In a startup journey, founders learn practical business skills: how to raise money, manage people and burn rate, and launch and grow a product. They learn about their own abilities, tactics for managing their psychology, and how to stretch beyond what they believed they could do. But what about the liberal arts education that universities pride themselves on? The critical thinking skill that is considered to be the hallmark of a university education? What about empathy, morality, patience, humility, and discipline? Do startups teach these things? Read More>>
For many years, the National Bureau of Economic Research (NBER) Innovation Policy and the Economy Working Group has published research to understand incentives relative to university intellectual property (IP) policy and commercialization. Based upon their research, we now know incentive alignment counts – and through that lens – Bob Litan, former Vice President of Research and Policy at the Kauffman Foundation, and Lisa Mitchell, the author of the research blog proposed the potential to drive a faster path to market with a little testing of policy. Read More>>
The Kauffman Index of Growth Entrepreneurship is an indicator of business growth in the United States, integrating several high-quality sources of timely information into one composite indicator of entrepreneurial business growth. The Index captures growth entrepreneurship in all industries, and is based on data covering the universe of all U.S. employer businesses (approximately 5 million firms) and a privately collected benchmark of growth businesses. This allows to measure business growth from both revenue and job growth perspectives. Moreover, present trends on business exits—more particularly initial public offerings, a business milestone commonly associated with innovative, high-growth companies are put forward. Read More>>
In 1973, Stanford sociology professor Mark Granovetter published an empirical paper called The Strength of Weak Ties. Professor Granovetter is one of the pioneers of social network theory, and is “unofficially” short-listed for the Nobel Prize in Economics. His work influenced approaches to everything from analyzing links between virtual communities in Second Life to building strong product teams. Read More>>
We are surrounded by the birth, growth and death of new ideas that feed the venture capital industry. Investors are aware of the connection between temperament and success as an entrepreneur, but they might not understand the way in which it affects the set of investment options. Many would-be student-entrepreneurs have a temperament that prevents them from being good at selling or justifying their ideas to others. Read More>>
Policy-makers concerned with entrepreneurship have long favoured the “shots on goal” approach: Try to encourage as many startups as possible. Most of those companies will fail. Of the survivors, most will never grow into major economic engines. But statistically, a few will turn out to be the next Amazon, with huge rewards for their local economies.
In theory, it is those ambitious companies that policy-makers should be working the hardest to foster. The problem is that no one has known how to identify them. Read More>>
Startup accelerators support early-stage, growth-driven companies through education, mentorship, and financing. They are commonly misunderstood with other institutions supporting early-stage startups, such as incubators, angel investors, and early-stage venture capitalists.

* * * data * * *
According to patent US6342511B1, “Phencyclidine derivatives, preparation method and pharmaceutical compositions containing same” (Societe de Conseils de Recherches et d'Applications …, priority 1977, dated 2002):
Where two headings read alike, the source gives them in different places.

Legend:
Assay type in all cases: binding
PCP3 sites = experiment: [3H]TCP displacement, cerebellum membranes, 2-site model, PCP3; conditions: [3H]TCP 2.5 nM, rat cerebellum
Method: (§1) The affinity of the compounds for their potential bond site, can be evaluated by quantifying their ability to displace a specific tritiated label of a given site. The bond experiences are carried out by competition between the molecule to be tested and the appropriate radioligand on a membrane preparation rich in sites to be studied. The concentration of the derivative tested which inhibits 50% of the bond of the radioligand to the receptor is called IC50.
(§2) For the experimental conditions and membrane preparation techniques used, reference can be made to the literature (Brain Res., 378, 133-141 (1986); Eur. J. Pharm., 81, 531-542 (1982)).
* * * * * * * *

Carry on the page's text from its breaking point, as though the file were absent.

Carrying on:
Accelerators are playing an increasing role in startup communities and evidences have demonstrated the significant potential of accelerators to improve startups’ outcomes. Read More>>
The Rice University in Houston offers academic courses in entrepreneurship strategy and financing, extracurricular start-up workshops and a summer program for students seeking to start companies. It recently announced a multimillion-dollar “entrepreneurship initiative” to develop more courses and programs in the subject. Even Princeton offers a variety of entrepreneurship courses and Harvard opened an Innovation Lab in 2011 that has helped start more than 75 companies. Read More>>
Display ads are the boxes on websites. They can be along the top of web pages such as the traditional banner ad, or the larger text billboard, they can also be videos. There are countless combinations of formats, sizes, and styles, allowing you to mix it up which illustrates the flexibility of display ads.
Display ads also travel far. The search giants can match your ads up to websites and apps based on keywords or your own targeting preferences. They’re also fairly straightforward to measure. Display advertising analytics allow you to track the number of clicks, impressions and conversions the ad has generated in real-time, giving you an up-to-date picture of what is resonating with consumers. Read More>>
The Incubator School is a technology and entrepreneurship driven middle school that is creating tomorrow’s entrepreneurs today. The principal and staff are people are clearly committed to an extraordinary vision that is relevant, innovative and one that is fostering kids to make an impact.
Sujata Bhatt, the founder is completely hands on as one of the sixth grade teachers. She came up with the idea for the school while working as an advisor for a New York start-up aiming to develop a science application for the iPad. The young entrepreneurs — many of them in their 20s who already had started their own firms — inspired her to think about how to refashion teaching to better prepare students for the accelerated advances in the digital world. Read More>>